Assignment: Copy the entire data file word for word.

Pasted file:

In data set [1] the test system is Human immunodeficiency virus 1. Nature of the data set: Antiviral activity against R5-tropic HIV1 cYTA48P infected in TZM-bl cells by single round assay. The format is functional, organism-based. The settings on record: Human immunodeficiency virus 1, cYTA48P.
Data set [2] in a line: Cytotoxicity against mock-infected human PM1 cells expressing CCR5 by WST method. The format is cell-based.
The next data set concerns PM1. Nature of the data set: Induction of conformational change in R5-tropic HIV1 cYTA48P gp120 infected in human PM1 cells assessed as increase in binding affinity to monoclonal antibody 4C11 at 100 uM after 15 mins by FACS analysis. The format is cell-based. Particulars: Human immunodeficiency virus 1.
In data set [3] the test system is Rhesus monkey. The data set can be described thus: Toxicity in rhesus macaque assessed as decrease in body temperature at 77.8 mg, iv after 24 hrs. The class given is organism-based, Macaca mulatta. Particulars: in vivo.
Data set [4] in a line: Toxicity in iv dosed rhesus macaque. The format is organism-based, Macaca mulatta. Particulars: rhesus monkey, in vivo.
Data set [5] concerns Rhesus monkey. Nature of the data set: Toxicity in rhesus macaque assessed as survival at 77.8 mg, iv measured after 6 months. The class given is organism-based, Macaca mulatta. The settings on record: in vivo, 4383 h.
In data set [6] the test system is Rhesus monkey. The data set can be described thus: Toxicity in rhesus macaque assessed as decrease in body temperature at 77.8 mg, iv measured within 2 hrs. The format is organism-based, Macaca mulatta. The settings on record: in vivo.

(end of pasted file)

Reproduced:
In data set [1] the test system is Human immunodeficiency virus 1. Nature of the data set: Antiviral activity against R5-tropic HIV1 cYTA48P infected in TZM-bl cells by single round assay. The format is functional, organism-based. The settings on record: Human immunodeficiency virus 1, cYTA48P.
Data set [2] in a line: Cytotoxicity against mock-infected human PM1 cells expressing CCR5 by WST method. The format is cell-based.
The next data set concerns PM1. Nature of the data set: Induction of conformational change in R5-tropic HIV1 cYTA48P gp120 infected in human PM1 cells assessed as increase in binding affinity to monoclonal antibody 4C11 at 100 uM after 15 mins by FACS analysis. The format is cell-based. Particulars: Human immunodeficiency virus 1.
In data set [3] the test system is Rhesus monkey. The data set can be described thus: Toxicity in rhesus macaque assessed as decrease in body temperature at 77.8 mg, iv after 24 hrs. The class given is organism-based, Macaca mulatta. Particulars: in vivo.
Data set [4] in a line: Toxicity in iv dosed rhesus macaque. The format is organism-based, Macaca mulatta. Particulars: rhesus monkey, in vivo.
Data set [5] concerns Rhesus monkey. Nature of the data set: Toxicity in rhesus macaque assessed as survival at 77.8 mg, iv measured after 6 months. The class given is organism-based, Macaca mulatta. The settings on record: in vivo, 4383 h.
In data set [6] the test system is Rhesus monkey. The data set can be described thus: Toxicity in rhesus macaque assessed as decrease in body temperature at 77.8 mg, iv measured within 2 hrs. The format is organism-based, Macaca mulatta. The settings on record: in vivo.